What’s your name?. Carl Strong
Where are you based out of?. Bozeman MT in the heart of the Rockies
How did you get into frame building?
I’m asked that all the time and frankly I’m not exactly sure. I’ve been riding and racing bikes all my life. I have also been working on and making things all my life. By the time I was in Jr. High I was a pretty competent mechanic and in the seventh grade I took my first shop class. By the ninth grade I had built a mini bike from raw material and that sort of marked the beginning of my fabrication career. While this was all going on I was also racing and commuting on my bike. After moving to Montana (from Seattle) to go to college I continued to ride and race and decided to put my skill-set to use and build myself a frame to race. From there it grew until ultimately I made a career out of it.
What’s your experience and length of building?
I’ve been running Strong Frames for 17 years. I don’t know the exact number, but my guess is that I’ve built about 3500 frames.
How are your bikes different, or what do you bring differently to the bike building arena?
Once you get to the top rung of the builder hierarchy we all offer similar quality of construction. Some builders will try to set themselves apart with frame design, lugs, details, etc. I set myself apart by my customization process. I use a 10 stage order process that I’ve developed over the last 17 years that allows me to help and/or identify the customer’s priorities and design from them back to the bike. I start with the customer, not the bike.
One other thing that makes me unique is that I build with all common materials, steel, titanium, carbon fibers and aluminum. I’m best known for steel and titanium and build more steel than anything else. I feel it’s important to offer all materials because each has its own unique properties and depending on the customers priorities one material may serve a customer better than another..
Commuter’esque bikes :
Do you build any utility, commuter or daily use style bikes?
All my frames are custom so I build what is going to serve the customers priorities. In a typical year I’ll build about 20% of my frames for customers wanting to commute or mix commuting utility with other purposes like touring, long road rides or MTB.
If so, what do you think are the key ingredients in making a bicycle that will help people use their bicycles more for everyday use?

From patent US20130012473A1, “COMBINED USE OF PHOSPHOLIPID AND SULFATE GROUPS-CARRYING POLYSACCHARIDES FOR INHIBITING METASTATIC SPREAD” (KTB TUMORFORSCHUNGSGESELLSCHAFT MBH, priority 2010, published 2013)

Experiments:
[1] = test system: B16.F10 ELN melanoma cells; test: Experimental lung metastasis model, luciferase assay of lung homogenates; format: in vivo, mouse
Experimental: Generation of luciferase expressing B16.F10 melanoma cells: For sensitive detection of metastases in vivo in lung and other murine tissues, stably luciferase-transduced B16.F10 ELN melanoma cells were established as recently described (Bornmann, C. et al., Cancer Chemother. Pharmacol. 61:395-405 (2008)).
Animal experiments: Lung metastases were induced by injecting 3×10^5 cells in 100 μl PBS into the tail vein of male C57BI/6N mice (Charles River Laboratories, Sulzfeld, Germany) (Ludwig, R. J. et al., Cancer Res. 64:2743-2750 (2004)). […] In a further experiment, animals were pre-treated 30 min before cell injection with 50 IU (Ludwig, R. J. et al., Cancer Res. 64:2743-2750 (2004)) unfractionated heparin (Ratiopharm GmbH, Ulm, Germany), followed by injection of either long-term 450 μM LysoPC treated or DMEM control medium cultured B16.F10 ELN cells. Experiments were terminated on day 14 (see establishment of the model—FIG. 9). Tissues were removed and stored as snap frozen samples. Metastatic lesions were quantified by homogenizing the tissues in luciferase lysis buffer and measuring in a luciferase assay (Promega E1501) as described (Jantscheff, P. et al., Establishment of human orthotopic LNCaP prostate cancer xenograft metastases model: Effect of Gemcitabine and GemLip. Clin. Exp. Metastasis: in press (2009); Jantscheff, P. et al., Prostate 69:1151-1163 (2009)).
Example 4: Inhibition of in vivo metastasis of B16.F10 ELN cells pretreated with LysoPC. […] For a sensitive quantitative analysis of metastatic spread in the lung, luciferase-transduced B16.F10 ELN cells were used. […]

The bike must be comfortable and practical. Typical requests are a more upright position, larger tires, mud guards, racks, lights and durability. It’s also common to request a discreet finish so the bike doesn’t attract thieves.
What is your idea of a perfect, everyday bike (or the above question.)
Tires that aren’t big and slow, but not so small you can’t hop curbs and hit the occasional pot hole. Other than that about anything will work. I’m not one to ride a clunker or beater bike. I prefer an efficient bike for commuting so I can flow with traffic when needed.
Alternative Transportation :
Do you think the culture of the US will continue towards alternative transportation?
Yes, but very slowly. As fuel prices increase we’ll see more, especially in more dense communities where traffic and parking is already a challenge.
What can we do as cyclist to help this?
Follow traffic laws. We are our own worst enemy. We like to complain and gripe about drivers not respecting our right to the road but before we have a leg to stand on we need to follow the basic traffic laws. BTW I hate “critical mass”, I think it does more to harm our cause than help it.
Also, as more people ride for basic transportation needs, more bike traffic will be people that are not part of the bike culture and will be less likely to follow the traffic laws. I think it’s important for the cycling culture to figure out a way to get the message to bike commuters in general to follow traffic laws with an emphasis on educating new commuters.
What do we need to see from the government?
Nothing really, its’ up to us. Use the road, follow the laws and be respectful and courteous. If there are problems traffic laws currently in place should take care it. The problem is we don’t get the benefit of the doubt because we have a reputation for not following the traffic laws.
Also I’m not a big fan of bike paths. Bike lanes are OK but paths are bad. They undermine our right to the road.
What do we need to see from the bike industry to aid in the movement?
A push to educated riders on traffic laws and following them.
Switching subjects, what are you most excited about at NAHBS?
Seeing all my Framebuilding friends and meeting customers face to face I’ve never seen before.
What do you think we will see differently this year?
Nothing, it’s just good bikes and they’ve been around forever. Bikes change incrementally but I never really expect much in the way of change or advancement. Just a lot of really nice bikes and people.
Strong Frames Inc.
701 E Mendenhall
Bozeman MT 59715